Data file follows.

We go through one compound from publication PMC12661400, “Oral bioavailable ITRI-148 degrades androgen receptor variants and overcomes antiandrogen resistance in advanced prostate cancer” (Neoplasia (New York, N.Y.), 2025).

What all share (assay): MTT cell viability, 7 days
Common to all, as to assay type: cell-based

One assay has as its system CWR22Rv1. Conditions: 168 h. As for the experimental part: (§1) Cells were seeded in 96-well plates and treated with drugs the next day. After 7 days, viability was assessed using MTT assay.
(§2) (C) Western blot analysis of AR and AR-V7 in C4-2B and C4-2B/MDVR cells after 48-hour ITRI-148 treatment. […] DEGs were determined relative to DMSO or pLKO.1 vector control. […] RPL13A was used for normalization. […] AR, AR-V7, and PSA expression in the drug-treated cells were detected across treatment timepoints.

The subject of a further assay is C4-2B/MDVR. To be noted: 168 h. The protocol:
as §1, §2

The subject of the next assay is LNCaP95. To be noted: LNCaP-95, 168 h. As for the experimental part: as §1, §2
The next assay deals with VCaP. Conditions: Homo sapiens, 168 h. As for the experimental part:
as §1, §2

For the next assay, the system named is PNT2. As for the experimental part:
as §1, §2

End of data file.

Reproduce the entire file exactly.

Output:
We go through one compound from publication PMC12661400, “Oral bioavailable ITRI-148 degrades androgen receptor variants and overcomes antiandrogen resistance in advanced prostate cancer” (Neoplasia (New York, N.Y.), 2025).

What all share (assay): MTT cell viability, 7 days
Common to all, as to assay type: cell-based

One assay has as its system CWR22Rv1. Conditions: 168 h. As for the experimental part: (§1) Cells were seeded in 96-well plates and treated with drugs the next day. After 7 days, viability was assessed using MTT assay.
(§2) (C) Western blot analysis of AR and AR-V7 in C4-2B and C4-2B/MDVR cells after 48-hour ITRI-148 treatment. […] DEGs were determined relative to DMSO or pLKO.1 vector control. […] RPL13A was used for normalization. […] AR, AR-V7, and PSA expression in the drug-treated cells were detected across treatment timepoints.

The subject of a further assay is C4-2B/MDVR. To be noted: 168 h. The protocol:
as §1, §2

The subject of the next assay is LNCaP95. To be noted: LNCaP-95, 168 h. As for the experimental part: as §1, §2
The next assay deals with VCaP. Conditions: Homo sapiens, 168 h. As for the experimental part:
as §1, §2

For the next assay, the system named is PNT2. As for the experimental part:
as §1, §2